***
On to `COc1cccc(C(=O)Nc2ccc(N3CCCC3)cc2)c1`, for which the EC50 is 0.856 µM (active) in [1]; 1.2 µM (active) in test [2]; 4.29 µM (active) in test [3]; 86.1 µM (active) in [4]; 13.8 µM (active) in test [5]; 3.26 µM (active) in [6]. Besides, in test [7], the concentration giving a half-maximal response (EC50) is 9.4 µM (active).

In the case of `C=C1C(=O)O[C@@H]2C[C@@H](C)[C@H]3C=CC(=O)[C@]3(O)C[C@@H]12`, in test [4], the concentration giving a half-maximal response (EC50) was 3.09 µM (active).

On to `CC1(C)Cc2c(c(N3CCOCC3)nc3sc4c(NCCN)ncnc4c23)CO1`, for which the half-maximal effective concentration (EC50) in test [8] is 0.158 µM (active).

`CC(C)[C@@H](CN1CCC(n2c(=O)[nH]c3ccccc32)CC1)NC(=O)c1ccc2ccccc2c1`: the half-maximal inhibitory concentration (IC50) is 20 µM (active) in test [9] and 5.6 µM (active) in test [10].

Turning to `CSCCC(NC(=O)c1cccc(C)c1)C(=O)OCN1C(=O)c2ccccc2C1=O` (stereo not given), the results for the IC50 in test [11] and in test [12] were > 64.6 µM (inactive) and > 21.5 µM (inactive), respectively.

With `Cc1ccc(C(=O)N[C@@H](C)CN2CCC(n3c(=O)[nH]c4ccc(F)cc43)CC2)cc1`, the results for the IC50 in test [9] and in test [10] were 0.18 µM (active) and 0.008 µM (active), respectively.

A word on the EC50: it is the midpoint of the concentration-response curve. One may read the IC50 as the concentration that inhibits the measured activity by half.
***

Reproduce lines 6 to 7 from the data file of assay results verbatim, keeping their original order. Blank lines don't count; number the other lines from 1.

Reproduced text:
With `Cc1ccc(C(=O)N[C@@H](C)CN2CCC(n3c(=O)[nH]c4ccc(F)cc43)CC2)cc1`, the results for the IC50 in test [9] and in test [10] were 0.18 µM (active) and 0.008 µM (active), respectively.

A word on the EC50: it is the midpoint of the concentration-response curve. One may read the IC50 as the concentration that inhibits the measured activity by half.